After spending the last month volunteering in Texas with the American Red Cross, St. Paul resident Jennifer has a new outlook on life. But a few months ago, her world was rocked by COVID-19 and addiction.
Jennifer grew up with two alcoholic parents, and her battle with addiction started long before the pandemic. She began drinking when she was nine years old and started abusing drugs three years later. She first sought treatment when she was 22. Fast forward 23 years, COVID-19 hit and she lost her job in hospitality. Tasks like getting groceries and worries about paying rent fueled her anxiety.
It also intensified her addiction so much that she ended up in the hospital in July.
Jennifer is not alone in her struggle with addiction during the pandemic. In fact, national data released by the Centers for Disease Control and Prevention suggests that U.S. drug overdose deaths are on track to reach an all-time high this year.
This has recovery experts concerned. People suffering from addiction already face many barriers when they seek help. But COVID-19 has made accessing healthcare and in-person support even more difficult. Recovery rates have dropped, and those numbers may worsen as winter arrives and the pandemic grows.
“Before COVID-19, we would work with 15 percent to 20 percent of individuals at the 90-day mark of sobriety. But since the pandemic, it’s dropped to 5 percent to 10 percent. People can’t get traction,” said Dayne Bartlett, an M Health Fairview licensed alcohol and drug counselor and clinical social worker with the Mobile Substance Use Disorder Support (SUDS) program.
The Mobile SUDS program is a first-of-a-kind mobile team designed to help people reduce or quit their substance use. A partnership between M Health Fairview and the Minnesota Recovery Connection, Mobile SUDS launched in 2018. The program’s peer recovery specialists and counselors meet people in the community – bringing immediate and accessible services directly to people suffering from addiction.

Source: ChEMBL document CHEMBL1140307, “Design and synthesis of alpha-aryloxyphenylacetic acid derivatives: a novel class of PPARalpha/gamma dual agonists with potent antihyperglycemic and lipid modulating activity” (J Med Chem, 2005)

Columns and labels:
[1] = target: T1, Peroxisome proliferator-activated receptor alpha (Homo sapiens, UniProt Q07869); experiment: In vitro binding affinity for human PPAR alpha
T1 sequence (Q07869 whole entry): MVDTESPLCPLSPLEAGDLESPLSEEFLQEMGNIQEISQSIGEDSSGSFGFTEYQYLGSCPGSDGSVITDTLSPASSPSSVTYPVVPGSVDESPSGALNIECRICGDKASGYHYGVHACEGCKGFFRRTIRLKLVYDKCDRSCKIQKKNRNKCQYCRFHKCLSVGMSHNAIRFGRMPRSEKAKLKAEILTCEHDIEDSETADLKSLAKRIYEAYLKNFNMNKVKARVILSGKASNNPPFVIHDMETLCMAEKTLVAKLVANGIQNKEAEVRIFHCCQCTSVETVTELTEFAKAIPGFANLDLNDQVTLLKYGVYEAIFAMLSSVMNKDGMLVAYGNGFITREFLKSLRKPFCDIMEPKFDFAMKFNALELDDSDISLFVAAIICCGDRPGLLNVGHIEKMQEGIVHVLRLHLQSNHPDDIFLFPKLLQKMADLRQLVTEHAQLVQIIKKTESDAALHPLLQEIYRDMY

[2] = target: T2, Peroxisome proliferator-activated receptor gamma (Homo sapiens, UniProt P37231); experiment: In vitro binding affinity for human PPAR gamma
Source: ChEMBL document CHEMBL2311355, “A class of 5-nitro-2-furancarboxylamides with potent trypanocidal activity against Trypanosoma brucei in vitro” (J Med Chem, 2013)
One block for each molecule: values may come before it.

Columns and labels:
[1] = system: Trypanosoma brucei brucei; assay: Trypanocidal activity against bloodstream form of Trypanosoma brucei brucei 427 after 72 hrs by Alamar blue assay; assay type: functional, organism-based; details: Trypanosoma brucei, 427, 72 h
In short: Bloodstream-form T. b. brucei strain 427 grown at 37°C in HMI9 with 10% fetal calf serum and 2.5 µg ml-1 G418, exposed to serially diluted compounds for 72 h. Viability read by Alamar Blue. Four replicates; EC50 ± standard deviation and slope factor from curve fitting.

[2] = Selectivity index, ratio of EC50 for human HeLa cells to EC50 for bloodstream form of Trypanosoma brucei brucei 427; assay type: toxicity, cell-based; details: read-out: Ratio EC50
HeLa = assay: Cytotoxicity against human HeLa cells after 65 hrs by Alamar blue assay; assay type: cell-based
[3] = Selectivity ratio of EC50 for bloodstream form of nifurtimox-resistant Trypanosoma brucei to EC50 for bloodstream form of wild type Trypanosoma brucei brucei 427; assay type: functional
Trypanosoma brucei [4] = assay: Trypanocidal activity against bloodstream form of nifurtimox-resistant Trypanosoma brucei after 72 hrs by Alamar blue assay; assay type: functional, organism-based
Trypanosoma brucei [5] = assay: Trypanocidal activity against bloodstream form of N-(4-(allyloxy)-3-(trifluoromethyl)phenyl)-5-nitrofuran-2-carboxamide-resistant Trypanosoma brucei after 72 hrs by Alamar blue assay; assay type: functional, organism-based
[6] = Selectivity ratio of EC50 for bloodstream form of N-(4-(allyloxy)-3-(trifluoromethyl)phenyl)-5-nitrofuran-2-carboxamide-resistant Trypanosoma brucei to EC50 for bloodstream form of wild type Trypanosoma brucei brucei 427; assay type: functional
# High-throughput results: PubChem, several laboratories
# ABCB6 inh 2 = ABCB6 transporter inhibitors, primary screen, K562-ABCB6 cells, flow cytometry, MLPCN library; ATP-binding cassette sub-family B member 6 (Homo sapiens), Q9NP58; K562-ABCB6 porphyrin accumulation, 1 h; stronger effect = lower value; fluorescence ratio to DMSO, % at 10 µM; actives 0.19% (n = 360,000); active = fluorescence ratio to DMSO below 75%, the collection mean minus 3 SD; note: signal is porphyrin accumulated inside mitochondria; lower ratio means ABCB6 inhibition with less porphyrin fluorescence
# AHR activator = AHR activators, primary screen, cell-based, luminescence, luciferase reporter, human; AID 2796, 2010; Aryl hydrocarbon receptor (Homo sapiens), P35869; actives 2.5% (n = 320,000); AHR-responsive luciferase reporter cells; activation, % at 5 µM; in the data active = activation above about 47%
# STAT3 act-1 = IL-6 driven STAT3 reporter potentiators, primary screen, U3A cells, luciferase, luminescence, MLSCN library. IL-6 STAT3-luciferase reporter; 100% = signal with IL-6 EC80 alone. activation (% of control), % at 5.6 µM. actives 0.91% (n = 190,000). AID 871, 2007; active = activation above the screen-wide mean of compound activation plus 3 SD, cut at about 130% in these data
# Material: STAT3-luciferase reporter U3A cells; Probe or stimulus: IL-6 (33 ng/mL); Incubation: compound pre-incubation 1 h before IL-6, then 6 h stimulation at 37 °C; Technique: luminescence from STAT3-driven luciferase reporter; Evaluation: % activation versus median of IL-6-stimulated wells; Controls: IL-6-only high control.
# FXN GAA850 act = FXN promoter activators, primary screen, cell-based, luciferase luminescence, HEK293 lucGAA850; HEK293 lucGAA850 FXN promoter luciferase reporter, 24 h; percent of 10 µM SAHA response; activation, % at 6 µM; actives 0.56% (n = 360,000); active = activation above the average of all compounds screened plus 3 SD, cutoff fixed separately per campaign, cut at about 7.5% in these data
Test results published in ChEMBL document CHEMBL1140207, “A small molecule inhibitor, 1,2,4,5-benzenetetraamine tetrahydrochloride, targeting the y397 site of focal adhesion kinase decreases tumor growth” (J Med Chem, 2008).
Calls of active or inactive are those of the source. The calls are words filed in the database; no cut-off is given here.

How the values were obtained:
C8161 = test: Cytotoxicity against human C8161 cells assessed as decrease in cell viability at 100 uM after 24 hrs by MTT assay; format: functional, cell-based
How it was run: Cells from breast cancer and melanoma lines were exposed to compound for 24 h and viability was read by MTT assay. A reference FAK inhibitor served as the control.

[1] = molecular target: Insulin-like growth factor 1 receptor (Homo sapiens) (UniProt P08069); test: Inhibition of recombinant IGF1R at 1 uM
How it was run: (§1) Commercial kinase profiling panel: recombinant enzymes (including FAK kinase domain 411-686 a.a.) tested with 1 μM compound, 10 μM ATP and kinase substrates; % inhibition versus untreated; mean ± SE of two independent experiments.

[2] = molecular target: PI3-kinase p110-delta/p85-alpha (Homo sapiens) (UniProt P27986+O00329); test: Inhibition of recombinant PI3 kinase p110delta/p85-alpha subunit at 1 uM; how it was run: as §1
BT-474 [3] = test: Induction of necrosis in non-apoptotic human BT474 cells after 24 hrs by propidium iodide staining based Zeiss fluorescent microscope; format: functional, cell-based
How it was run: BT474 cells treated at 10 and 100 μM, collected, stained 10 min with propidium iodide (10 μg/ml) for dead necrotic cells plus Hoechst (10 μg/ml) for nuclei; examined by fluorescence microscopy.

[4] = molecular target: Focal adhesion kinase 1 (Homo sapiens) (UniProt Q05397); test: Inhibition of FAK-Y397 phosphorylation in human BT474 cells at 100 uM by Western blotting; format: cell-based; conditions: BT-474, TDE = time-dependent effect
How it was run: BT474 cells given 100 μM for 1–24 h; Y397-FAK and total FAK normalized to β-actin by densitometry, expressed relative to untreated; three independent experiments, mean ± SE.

During the pandemic, Mobile SUDS peer recovery specialists connect with patients over the phone, in virtual meetings, and at safe places within the community – while observing all necessary COVID-19 precautions.
Mobile SUDS has been a lifeline for Jennifer during the pandemic, when access to other support groups and counselors is limited. Her Mobile SUDS peer recovery specialist, Jeff, was her first point of contact once she left the hospital. Jeff is available to attend sober support meetings, provide additional recovery resources, and offer support whenever needed. Thanks in part to the program, Jennifer has been sober now for four months.
“There was a time that triggered me to want to drink. I instantly called Jeff and he helped me and talked me down,” Jennifer said.
“Don’t give up,” Jennifer encouraged. “Connections, even virtual, can be helpful. Just knowing that someone is thinking about you can make a difference.”